TCG: A Look at How Theaters Have Filled Gaps in Equity, Diversity, and Inclusion

Non-for-profit theatres diversifying the economy

In October 2015, the Theatre Communications Group released its thirty-fifth annual research report, Theatre Facts 2014. The report reflects data from the fiscal years 2013/2014 from a broad overview of the estimated 1,770 U.S. professional nonprofit theaters. It shows that contributions have driven the American theater’s comeback from the 2008 recession, and that theater, by and large, is thriving—and it is doing so in the face of increased pressure for more earned income dollars due to decreases in government funding and corporate giving and financial obstacles presented by the Great Recession. The report concludes the following:

Professional not-for-profit theatres can be found in every state and provide meaningful employment to artists, technicians, and administrators. In 2014, they created a diverse and rich theatrical legacy. They are significant contributors to their communities and to the U.S. economy. We estimate that theatres contributed over $2 billion to the economy in the form of direct compensation and payment for space, services, and materials. They shared their art with 32.8 million patrons and provided employment to 135,000 artists, administrators, and technical personnel. They created 216,000 performances of 22,000 productions that now represent the U.S. professional not-for-profit theatre heritage of 2014.2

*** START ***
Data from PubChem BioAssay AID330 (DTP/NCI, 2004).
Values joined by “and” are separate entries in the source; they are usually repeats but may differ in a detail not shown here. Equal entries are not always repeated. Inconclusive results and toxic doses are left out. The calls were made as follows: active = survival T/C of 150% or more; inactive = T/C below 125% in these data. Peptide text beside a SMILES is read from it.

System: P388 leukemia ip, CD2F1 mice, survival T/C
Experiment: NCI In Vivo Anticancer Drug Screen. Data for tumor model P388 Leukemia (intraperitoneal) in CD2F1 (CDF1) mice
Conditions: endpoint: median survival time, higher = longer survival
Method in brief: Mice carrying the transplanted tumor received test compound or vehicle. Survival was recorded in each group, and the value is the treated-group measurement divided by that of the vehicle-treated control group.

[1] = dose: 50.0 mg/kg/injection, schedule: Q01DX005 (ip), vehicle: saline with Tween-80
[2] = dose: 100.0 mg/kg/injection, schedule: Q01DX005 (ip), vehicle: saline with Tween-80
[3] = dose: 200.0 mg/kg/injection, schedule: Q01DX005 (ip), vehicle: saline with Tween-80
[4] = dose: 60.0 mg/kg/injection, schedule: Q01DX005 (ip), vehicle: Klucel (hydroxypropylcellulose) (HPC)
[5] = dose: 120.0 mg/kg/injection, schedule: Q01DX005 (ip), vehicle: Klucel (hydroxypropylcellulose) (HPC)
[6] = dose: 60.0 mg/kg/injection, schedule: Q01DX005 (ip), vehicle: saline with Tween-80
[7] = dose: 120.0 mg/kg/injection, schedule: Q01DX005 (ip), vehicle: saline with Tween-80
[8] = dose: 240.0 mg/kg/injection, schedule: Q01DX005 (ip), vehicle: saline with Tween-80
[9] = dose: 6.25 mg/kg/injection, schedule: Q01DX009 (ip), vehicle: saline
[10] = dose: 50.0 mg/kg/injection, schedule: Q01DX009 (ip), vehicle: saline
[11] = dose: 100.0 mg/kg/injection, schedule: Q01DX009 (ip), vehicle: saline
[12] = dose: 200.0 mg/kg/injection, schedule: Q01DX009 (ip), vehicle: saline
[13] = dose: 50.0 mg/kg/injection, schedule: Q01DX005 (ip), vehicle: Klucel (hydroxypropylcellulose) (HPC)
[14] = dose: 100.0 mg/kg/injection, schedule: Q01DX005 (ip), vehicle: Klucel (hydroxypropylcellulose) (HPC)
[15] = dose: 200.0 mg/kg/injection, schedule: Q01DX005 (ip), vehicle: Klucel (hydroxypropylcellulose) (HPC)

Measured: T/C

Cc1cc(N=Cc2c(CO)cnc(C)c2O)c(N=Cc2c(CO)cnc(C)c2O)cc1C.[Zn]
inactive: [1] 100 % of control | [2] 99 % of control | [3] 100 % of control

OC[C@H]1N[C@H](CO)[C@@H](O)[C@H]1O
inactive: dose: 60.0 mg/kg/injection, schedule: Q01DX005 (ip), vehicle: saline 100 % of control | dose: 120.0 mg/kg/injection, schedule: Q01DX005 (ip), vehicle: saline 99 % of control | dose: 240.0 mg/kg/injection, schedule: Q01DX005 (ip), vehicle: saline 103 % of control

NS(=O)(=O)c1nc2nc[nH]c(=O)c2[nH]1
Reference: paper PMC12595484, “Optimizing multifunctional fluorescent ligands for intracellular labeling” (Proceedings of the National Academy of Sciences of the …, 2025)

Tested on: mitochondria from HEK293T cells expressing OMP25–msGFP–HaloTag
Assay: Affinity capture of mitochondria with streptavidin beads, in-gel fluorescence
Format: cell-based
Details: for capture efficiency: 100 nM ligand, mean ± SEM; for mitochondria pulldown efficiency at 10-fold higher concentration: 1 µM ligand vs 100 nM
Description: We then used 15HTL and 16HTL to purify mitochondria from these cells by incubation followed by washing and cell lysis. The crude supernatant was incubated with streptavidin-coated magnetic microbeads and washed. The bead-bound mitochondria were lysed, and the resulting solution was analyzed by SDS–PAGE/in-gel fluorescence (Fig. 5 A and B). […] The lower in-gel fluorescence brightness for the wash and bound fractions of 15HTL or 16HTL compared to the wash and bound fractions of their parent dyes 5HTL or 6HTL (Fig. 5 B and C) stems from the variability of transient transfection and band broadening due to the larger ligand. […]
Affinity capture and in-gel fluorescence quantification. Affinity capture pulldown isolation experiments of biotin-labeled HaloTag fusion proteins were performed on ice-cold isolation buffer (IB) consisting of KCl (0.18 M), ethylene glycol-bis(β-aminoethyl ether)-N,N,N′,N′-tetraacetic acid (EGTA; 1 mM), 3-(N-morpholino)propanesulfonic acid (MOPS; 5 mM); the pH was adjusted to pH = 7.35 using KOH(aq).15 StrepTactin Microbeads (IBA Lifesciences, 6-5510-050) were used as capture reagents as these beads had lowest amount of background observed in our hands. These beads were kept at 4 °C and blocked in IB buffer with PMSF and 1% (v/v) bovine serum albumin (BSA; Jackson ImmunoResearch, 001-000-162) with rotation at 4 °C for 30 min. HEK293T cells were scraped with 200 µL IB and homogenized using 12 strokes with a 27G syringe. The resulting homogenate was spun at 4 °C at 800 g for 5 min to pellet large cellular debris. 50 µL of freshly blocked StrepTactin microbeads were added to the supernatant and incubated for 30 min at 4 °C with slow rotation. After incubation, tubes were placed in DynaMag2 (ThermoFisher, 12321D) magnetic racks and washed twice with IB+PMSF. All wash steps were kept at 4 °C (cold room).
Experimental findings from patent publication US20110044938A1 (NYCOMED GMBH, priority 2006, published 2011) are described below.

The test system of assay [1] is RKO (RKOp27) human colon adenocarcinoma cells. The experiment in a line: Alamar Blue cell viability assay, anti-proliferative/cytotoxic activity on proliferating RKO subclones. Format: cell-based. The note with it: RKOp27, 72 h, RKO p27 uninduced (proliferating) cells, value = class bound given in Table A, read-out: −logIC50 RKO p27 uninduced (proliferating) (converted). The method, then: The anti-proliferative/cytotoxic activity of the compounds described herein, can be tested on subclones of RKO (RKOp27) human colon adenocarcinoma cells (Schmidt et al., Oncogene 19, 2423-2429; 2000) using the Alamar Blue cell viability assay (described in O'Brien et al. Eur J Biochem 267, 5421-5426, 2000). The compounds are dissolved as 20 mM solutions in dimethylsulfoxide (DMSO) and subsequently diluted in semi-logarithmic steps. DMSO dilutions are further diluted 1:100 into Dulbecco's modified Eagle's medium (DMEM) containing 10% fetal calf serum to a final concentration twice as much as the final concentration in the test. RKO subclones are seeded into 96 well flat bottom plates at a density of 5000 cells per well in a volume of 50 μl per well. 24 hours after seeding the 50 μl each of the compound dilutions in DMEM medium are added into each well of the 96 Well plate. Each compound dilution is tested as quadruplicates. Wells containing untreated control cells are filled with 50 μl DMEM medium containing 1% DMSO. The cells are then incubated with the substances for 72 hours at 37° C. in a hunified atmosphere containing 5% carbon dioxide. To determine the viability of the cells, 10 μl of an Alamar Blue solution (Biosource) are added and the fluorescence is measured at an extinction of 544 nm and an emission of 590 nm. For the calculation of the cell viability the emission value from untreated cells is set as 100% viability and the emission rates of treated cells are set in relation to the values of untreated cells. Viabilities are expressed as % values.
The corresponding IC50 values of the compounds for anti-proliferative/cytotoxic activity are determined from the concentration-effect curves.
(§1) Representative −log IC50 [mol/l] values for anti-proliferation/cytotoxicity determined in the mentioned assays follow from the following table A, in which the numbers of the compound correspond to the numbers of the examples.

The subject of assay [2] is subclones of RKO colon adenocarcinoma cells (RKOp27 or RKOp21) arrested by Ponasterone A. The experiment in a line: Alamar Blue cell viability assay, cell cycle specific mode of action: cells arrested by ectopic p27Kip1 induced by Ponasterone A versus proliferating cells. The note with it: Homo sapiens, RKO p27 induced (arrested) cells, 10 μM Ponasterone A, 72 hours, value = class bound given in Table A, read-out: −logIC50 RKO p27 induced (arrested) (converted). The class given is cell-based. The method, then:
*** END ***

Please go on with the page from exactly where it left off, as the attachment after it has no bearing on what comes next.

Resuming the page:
According to the National Endowment for the Arts, the arts (performing, visual, and literary) contribute $698 billion to the U.S. economy each year.3 Numbers, of course, cannot tell the whole story. On a balance sheet and income statement, numbers represent the salaries of artists and technicians—and every new space built with community development grant dollars signifies living and breathing members of a community.

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